This paper explores the implications of this prima facie perverse way of proceeding. It is more than a mere academic curiosity. The Government estimates that over half of the emissions embodied in England’s consumption of goods come from imports.

We propose to combine the markets for ETS and CBAM permits so that the price is determined by everyone buying and selling emissions-intensive goods in the EU (UK). This will allow government to determine the amount of emissions created by consumption in their jurisdictions rather than just by production, which seems more in consonance with achieving net-zero objectives. With full information, a government could set the number of permits for domestic production in their currently chosen approach such that it replicates the result of our proposal. But full information is impossible; moreover, circumstances constantly change, and the two approaches react differently as they do so.

One case of interest is if technical progress in the EU/UK- i.e. in the CBAM country – reduces the demand for emissions. Under current plans this would reduce the ETS permit price and hence the price of CBAM permits. This, in turn, would reduce the price of imports and the resulting increase in the volume of imports (i.e. production abroad) could increase foreign emissions by more than the decline in emissions triggered by the original technical progress. That is, despite emission-saving innovation, global emissions could increase!

Our paper provides a simple graphical demonstration of this danger. It then provides a more complete, albeit still simplified, model of the economy and shows that with separate ETS and CBAM permit markets it is quite possible that the result outlined above occurs. Next, we simulate the model and show that with plausible ranges of parameters, partly based on the iron and steel sector (the largest sector affected by CBAM), the outcome is perverse more often than not. Finally, we discuss some of the practical challenges of combining the ETS and CBAM markets, all of which seem small relative to those of establishing the two markets in the first place.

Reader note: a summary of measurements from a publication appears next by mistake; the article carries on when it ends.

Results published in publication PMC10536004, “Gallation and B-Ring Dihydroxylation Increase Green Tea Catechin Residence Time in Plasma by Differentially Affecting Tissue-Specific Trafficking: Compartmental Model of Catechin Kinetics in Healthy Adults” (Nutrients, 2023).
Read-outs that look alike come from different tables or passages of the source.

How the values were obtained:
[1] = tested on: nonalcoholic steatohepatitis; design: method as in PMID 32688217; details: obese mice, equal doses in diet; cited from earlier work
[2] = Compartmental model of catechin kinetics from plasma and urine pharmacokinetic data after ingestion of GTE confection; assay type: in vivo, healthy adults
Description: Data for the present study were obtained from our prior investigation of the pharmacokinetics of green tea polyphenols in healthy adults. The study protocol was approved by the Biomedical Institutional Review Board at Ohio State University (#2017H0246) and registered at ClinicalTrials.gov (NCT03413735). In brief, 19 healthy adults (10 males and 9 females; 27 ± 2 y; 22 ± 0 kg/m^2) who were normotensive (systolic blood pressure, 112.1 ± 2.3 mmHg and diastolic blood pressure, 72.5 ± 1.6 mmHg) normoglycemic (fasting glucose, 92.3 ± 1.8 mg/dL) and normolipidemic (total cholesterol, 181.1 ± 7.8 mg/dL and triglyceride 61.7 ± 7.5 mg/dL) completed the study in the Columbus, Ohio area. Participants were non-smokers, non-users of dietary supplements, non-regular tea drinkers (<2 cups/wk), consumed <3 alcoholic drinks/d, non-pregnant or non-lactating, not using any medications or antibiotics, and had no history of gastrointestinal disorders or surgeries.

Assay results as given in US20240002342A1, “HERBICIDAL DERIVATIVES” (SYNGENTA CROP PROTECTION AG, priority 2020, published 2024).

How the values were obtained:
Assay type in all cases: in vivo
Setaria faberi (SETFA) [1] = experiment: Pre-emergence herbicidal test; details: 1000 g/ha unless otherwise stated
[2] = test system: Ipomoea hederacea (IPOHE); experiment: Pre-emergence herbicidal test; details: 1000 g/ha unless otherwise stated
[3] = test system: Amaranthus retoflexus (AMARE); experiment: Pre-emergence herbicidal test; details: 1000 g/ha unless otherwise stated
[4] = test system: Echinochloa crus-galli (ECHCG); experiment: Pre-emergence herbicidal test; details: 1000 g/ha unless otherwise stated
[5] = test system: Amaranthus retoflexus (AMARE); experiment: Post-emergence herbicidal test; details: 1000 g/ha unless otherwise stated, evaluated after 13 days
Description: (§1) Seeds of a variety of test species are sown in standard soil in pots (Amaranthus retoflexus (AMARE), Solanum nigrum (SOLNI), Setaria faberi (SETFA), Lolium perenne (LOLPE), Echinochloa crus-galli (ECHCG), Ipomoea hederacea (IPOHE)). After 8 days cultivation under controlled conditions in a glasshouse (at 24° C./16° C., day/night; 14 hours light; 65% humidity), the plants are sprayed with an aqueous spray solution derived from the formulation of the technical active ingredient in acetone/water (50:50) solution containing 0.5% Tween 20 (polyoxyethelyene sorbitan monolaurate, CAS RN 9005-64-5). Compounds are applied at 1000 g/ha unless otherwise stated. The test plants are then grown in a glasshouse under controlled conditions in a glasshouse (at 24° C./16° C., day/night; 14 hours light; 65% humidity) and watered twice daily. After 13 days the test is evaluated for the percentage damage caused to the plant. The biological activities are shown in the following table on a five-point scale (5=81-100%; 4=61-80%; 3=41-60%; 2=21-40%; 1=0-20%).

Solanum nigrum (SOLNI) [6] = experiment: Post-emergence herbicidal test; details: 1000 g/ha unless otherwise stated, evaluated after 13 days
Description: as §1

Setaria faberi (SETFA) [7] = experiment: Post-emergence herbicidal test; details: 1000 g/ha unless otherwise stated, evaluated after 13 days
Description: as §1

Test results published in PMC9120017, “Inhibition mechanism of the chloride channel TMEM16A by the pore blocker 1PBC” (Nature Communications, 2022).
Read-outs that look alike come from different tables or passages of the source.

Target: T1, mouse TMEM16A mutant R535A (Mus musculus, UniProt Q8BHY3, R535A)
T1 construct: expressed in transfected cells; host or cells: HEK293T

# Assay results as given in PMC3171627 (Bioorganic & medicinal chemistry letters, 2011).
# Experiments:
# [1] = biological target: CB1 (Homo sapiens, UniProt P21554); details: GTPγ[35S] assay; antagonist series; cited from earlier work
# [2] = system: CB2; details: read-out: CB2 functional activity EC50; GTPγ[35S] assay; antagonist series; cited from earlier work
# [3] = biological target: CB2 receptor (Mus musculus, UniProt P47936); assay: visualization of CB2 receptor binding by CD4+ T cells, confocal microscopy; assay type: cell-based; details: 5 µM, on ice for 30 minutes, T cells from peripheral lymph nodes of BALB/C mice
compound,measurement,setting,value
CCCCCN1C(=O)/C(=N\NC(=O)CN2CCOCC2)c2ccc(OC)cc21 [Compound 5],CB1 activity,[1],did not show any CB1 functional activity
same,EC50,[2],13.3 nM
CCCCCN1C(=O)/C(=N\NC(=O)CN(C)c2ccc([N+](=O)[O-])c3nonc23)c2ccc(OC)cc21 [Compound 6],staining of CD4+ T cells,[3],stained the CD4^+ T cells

Our analysis suggests that for a relatively simple institutional change, the EU could place carbon pricing on a much more secure footing and eliminate a possible perversity in its net zero policies. The UK is still debating the form of its CBAM, and we would urge it to consider a combined market from the start. At the same time, we recognise that the benefits of aligning with the EU may well outweigh those of a combined market implemented by the UK alone, even if this entailed separate markets. Ideally, there would be one market combining the EU and the UK and covering both the ETS and the CBAM.

Read Working Paper 015

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Headshot Nicolo Tamberi Headshot Nicolo Tamberi Headshot Nicolo Tamberi Headshot Nicolo Tamberi

Nicolò Tamberi

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L. Alan Winters CB

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Tamberi, N; Winters, L. A. (2024). How to price CBAM permits: Combining the markets for ETS and CBAM carbon permits. Centre for Inclusive Trade Policy Working Paper 015